It’s been 50 years since the U.S. Surgeon General issued a groundbreaking report on the dangers of smoking. The report opened the way for decades of measures to curb tobacco use —measures that helped save an estimated 8 million lives over that time span, according to a study published this week in the Journal of the American Medical Association.
About half (53%) of Americans still see cigarette smoking as an extremely or very serious public health problem, according to a Pew Research Center survey conducted last November. But the public now sees it as less of a problem than a number of other public health issues like cancer and obesity, and less of a problem than it did in 2004 when 72% rated it as serious in an ABC News/Time poll.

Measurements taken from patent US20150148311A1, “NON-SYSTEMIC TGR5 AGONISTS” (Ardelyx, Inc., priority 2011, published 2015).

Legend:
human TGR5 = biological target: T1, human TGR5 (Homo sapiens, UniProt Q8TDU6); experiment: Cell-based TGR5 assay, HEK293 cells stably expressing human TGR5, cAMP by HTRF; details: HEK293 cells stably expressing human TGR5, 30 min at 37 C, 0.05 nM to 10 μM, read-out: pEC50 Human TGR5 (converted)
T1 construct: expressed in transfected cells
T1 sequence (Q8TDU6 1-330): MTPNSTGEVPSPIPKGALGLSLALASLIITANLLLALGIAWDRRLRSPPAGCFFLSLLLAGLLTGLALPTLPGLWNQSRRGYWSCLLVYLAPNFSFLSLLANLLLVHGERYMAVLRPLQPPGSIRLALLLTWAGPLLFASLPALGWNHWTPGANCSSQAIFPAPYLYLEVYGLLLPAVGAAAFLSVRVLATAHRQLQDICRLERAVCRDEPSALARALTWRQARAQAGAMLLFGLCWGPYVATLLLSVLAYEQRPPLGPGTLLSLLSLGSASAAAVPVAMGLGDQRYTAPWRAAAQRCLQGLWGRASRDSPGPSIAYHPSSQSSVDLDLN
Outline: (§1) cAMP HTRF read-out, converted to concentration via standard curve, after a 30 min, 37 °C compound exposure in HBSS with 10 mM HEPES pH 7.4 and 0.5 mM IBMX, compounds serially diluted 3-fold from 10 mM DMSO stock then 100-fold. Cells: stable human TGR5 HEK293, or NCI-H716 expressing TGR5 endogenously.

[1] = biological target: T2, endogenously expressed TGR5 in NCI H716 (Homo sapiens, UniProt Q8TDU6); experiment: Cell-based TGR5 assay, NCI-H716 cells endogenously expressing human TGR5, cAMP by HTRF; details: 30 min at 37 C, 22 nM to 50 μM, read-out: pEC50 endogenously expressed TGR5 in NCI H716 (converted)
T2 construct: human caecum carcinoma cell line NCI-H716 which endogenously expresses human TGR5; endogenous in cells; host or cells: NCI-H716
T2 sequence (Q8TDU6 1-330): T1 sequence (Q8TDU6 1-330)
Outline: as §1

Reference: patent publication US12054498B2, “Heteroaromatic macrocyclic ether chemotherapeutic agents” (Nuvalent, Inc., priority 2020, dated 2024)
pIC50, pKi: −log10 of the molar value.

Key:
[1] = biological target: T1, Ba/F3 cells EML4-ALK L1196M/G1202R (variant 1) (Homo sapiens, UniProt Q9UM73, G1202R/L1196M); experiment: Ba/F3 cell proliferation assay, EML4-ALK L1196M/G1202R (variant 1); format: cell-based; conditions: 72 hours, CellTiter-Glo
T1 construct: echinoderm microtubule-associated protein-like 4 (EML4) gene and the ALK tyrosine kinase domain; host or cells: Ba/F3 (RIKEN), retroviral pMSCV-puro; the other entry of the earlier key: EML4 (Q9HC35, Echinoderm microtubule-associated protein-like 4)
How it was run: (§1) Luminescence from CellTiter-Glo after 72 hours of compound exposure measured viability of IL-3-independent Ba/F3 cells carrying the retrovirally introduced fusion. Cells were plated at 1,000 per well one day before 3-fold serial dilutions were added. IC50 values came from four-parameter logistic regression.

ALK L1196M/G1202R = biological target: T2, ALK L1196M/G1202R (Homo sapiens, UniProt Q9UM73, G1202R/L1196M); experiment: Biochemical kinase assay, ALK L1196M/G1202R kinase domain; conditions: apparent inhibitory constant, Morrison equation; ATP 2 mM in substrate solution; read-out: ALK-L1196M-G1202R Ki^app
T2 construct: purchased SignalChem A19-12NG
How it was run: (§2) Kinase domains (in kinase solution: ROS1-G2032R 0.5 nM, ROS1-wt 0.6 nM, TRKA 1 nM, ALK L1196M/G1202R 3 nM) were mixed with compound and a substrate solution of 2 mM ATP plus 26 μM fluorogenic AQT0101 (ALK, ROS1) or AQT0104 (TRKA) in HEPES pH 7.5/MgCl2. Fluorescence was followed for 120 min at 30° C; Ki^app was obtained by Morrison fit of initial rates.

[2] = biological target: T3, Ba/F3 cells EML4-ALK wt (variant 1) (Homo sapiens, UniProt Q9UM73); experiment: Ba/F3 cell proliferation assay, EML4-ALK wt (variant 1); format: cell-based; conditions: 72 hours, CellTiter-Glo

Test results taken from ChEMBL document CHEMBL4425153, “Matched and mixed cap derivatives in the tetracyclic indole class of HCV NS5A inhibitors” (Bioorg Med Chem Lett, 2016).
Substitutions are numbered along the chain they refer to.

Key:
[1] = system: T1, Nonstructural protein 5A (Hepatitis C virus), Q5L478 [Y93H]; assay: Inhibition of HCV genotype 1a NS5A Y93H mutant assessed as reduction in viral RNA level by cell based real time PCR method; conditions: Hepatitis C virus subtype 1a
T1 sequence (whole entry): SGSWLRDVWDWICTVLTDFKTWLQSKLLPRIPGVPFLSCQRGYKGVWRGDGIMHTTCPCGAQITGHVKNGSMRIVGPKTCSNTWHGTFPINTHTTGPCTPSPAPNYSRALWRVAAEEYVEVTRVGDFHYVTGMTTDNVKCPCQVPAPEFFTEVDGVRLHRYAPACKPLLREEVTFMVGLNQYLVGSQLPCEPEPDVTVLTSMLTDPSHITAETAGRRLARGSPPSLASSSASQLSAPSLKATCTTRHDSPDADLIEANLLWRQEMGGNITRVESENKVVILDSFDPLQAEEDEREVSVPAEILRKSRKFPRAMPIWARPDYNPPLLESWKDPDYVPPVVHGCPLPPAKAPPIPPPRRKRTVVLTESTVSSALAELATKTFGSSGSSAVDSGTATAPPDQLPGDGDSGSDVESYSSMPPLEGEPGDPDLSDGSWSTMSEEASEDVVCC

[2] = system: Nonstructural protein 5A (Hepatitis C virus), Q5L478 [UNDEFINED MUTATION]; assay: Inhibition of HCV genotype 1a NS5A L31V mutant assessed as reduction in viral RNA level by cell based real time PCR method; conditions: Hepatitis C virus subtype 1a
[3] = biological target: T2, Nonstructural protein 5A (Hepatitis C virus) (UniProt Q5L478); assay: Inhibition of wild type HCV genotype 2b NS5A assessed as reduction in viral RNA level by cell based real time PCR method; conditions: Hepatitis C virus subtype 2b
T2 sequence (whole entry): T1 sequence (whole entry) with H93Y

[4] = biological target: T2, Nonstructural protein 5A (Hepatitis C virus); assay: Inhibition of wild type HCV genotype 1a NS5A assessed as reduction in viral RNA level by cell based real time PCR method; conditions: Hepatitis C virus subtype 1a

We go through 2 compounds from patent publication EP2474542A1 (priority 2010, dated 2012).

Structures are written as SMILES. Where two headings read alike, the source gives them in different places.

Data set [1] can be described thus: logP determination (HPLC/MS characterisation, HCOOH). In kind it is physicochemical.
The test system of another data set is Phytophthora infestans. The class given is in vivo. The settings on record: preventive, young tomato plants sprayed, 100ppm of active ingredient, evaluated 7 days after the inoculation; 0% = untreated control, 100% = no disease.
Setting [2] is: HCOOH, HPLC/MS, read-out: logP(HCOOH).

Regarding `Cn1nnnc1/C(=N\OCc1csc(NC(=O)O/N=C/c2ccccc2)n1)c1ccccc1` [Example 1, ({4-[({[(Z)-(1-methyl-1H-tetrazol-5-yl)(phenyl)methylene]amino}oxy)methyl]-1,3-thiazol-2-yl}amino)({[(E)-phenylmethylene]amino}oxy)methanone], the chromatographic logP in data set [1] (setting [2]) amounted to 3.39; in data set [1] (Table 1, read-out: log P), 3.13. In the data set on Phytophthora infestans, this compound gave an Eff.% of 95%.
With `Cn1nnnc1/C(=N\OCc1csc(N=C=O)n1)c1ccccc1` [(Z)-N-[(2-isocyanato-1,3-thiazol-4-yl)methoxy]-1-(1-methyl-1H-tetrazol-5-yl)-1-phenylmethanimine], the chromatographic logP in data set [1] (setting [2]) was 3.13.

Asked whether the U.S. is making progress in dealing with cigarette smoking in 2013, 45% said it was, while 39% said things were about the same. Just 13% saw the efforts to deal with smoking as losing ground. By comparison, 35% saw the country losing ground in dealing with mental illness and 34% said the same about the issue of obesity.